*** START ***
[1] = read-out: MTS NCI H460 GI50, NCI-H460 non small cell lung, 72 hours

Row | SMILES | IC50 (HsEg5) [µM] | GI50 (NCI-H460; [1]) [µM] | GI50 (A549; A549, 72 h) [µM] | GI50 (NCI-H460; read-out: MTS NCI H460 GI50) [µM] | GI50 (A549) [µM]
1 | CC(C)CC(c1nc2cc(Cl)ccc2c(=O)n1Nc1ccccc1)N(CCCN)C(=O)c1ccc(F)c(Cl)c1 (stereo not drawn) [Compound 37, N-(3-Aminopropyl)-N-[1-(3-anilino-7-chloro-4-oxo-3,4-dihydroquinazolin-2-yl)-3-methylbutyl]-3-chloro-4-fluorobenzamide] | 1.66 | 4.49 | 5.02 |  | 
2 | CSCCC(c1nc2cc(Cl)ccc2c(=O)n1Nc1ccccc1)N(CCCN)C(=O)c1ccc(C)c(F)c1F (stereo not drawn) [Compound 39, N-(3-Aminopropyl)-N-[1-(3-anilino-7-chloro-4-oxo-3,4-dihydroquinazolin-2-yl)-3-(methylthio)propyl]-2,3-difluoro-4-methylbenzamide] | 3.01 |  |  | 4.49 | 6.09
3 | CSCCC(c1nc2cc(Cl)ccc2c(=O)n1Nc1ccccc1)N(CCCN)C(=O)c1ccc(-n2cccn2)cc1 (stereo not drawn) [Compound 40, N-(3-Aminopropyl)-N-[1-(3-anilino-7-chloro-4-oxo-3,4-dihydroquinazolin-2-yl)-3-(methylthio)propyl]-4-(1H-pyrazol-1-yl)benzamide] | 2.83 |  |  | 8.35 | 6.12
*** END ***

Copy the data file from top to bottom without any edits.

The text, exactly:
[1] = read-out: MTS NCI H460 GI50, NCI-H460 non small cell lung, 72 hours

Row | SMILES | IC50 (HsEg5) [µM] | GI50 (NCI-H460; [1]) [µM] | GI50 (A549; A549, 72 h) [µM] | GI50 (NCI-H460; read-out: MTS NCI H460 GI50) [µM] | GI50 (A549) [µM]
1 | CC(C)CC(c1nc2cc(Cl)ccc2c(=O)n1Nc1ccccc1)N(CCCN)C(=O)c1ccc(F)c(Cl)c1 (stereo not drawn) [Compound 37, N-(3-Aminopropyl)-N-[1-(3-anilino-7-chloro-4-oxo-3,4-dihydroquinazolin-2-yl)-3-methylbutyl]-3-chloro-4-fluorobenzamide] | 1.66 | 4.49 | 5.02 |  | 
2 | CSCCC(c1nc2cc(Cl)ccc2c(=O)n1Nc1ccccc1)N(CCCN)C(=O)c1ccc(C)c(F)c1F (stereo not drawn) [Compound 39, N-(3-Aminopropyl)-N-[1-(3-anilino-7-chloro-4-oxo-3,4-dihydroquinazolin-2-yl)-3-(methylthio)propyl]-2,3-difluoro-4-methylbenzamide] | 3.01 |  |  | 4.49 | 6.09
3 | CSCCC(c1nc2cc(Cl)ccc2c(=O)n1Nc1ccccc1)N(CCCN)C(=O)c1ccc(-n2cccn2)cc1 (stereo not drawn) [Compound 40, N-(3-Aminopropyl)-N-[1-(3-anilino-7-chloro-4-oxo-3,4-dihydroquinazolin-2-yl)-3-(methylthio)propyl]-4-(1H-pyrazol-1-yl)benzamide] | 2.83 |  |  | 8.35 | 6.12